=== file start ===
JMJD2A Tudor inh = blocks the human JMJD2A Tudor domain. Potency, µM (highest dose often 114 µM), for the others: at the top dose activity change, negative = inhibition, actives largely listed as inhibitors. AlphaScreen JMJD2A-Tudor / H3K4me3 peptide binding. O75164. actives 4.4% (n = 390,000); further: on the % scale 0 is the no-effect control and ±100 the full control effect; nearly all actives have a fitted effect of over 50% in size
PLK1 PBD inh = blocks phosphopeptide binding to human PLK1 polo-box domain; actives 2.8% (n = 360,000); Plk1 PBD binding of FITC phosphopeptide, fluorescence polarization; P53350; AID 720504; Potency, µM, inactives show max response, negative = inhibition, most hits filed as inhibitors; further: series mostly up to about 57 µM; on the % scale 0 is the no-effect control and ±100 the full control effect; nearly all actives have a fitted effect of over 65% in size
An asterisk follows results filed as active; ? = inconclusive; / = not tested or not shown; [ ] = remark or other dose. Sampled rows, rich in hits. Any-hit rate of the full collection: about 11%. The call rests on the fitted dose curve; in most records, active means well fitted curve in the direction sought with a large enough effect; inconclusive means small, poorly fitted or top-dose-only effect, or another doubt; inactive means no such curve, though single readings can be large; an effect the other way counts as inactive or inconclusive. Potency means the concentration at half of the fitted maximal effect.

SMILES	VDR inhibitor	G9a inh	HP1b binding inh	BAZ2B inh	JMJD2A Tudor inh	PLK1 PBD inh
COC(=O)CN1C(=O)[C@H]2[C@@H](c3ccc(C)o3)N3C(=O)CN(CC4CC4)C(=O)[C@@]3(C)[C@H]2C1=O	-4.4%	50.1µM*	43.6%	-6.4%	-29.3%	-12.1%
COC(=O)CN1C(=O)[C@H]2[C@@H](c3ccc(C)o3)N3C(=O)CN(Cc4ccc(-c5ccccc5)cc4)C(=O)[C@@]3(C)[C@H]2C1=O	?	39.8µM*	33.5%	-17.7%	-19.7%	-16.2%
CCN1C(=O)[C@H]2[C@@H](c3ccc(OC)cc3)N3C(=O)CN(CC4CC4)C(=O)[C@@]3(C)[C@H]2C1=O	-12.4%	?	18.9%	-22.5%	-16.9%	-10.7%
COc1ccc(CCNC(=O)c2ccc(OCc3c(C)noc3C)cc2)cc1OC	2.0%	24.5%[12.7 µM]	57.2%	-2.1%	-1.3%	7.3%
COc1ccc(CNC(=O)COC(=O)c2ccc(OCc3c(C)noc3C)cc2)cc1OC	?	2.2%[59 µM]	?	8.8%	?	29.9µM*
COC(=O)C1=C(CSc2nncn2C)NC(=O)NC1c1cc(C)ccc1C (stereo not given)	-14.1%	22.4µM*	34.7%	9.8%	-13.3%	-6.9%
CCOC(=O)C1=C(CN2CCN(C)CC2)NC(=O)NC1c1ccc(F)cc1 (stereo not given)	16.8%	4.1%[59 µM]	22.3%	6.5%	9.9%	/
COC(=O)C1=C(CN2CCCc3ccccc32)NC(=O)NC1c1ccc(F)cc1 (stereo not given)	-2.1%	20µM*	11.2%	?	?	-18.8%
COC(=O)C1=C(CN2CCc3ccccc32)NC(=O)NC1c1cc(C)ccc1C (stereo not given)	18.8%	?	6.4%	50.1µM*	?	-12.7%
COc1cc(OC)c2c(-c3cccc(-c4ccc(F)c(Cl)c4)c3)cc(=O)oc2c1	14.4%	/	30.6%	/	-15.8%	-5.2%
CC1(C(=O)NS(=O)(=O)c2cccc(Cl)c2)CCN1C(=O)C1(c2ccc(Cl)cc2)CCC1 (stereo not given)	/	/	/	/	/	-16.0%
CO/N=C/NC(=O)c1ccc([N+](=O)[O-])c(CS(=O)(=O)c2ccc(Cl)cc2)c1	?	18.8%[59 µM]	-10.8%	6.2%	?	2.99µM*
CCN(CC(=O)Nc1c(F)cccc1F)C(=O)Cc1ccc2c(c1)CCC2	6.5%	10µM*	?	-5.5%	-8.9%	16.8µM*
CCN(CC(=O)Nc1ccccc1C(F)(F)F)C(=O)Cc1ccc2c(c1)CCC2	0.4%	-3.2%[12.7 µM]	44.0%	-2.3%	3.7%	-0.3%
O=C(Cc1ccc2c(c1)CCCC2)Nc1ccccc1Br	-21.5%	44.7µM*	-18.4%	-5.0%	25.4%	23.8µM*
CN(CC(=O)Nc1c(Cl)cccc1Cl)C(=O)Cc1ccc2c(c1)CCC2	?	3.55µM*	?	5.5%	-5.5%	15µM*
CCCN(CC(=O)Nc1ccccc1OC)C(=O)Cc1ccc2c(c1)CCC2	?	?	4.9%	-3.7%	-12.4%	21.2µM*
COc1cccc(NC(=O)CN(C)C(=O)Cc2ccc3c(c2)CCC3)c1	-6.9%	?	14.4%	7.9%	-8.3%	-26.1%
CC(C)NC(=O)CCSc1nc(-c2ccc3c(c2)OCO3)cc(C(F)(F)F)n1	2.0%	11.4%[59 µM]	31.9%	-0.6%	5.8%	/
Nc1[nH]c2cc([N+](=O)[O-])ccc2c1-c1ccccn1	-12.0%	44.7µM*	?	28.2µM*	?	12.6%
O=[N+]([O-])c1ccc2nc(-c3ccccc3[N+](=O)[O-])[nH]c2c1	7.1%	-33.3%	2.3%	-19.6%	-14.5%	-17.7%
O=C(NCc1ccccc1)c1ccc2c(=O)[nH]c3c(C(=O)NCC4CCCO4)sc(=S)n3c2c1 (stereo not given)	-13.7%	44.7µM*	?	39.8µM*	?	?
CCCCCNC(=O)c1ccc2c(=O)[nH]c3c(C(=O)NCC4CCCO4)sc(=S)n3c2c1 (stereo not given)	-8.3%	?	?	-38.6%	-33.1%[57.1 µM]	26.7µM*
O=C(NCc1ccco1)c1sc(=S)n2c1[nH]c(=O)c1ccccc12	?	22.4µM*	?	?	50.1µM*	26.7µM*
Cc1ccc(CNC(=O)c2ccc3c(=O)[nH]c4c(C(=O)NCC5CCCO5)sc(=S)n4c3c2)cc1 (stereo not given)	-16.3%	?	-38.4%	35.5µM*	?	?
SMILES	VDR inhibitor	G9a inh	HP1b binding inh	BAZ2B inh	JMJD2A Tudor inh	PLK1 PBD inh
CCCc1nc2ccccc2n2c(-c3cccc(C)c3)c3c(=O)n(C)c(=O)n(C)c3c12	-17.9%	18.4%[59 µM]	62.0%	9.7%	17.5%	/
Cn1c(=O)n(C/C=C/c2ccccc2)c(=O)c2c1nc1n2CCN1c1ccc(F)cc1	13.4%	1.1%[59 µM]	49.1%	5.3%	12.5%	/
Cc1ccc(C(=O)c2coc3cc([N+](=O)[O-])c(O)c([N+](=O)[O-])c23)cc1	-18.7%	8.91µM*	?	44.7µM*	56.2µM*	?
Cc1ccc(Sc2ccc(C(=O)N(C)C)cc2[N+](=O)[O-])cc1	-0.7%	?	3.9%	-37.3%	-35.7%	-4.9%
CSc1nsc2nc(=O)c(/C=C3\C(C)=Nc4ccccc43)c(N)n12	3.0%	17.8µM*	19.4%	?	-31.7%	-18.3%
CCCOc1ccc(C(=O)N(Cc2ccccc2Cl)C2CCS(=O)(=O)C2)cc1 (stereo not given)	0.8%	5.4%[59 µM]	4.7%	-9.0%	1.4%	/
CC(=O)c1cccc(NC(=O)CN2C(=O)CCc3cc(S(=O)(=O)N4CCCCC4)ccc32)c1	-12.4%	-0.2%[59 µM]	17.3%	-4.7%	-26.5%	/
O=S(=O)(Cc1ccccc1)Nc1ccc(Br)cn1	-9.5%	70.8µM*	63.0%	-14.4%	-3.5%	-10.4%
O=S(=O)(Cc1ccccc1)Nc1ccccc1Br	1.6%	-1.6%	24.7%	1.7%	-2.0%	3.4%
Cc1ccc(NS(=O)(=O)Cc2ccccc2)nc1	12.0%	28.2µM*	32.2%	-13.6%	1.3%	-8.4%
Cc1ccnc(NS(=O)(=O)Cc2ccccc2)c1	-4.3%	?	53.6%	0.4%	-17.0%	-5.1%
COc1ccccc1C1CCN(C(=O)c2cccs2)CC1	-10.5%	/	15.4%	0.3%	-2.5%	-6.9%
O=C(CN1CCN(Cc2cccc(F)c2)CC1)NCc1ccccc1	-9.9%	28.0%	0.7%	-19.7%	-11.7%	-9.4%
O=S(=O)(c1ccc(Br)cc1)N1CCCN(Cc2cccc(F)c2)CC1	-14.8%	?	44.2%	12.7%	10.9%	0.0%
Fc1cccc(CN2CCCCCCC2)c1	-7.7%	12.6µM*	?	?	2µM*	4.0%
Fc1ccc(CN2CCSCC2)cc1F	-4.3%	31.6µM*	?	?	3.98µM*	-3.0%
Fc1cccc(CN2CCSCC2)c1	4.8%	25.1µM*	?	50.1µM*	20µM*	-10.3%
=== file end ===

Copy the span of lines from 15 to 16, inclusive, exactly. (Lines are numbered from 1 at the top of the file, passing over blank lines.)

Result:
CC1(C(=O)NS(=O)(=O)c2cccc(Cl)c2)CCN1C(=O)C1(c2ccc(Cl)cc2)CCC1 (stereo not given)	/	/	/	/	/	-16.0%
CO/N=C/NC(=O)c1ccc([N+](=O)[O-])c(CS(=O)(=O)c2ccc(Cl)cc2)c1	?	18.8%[59 µM]	-10.8%	6.2%	?	2.99µM*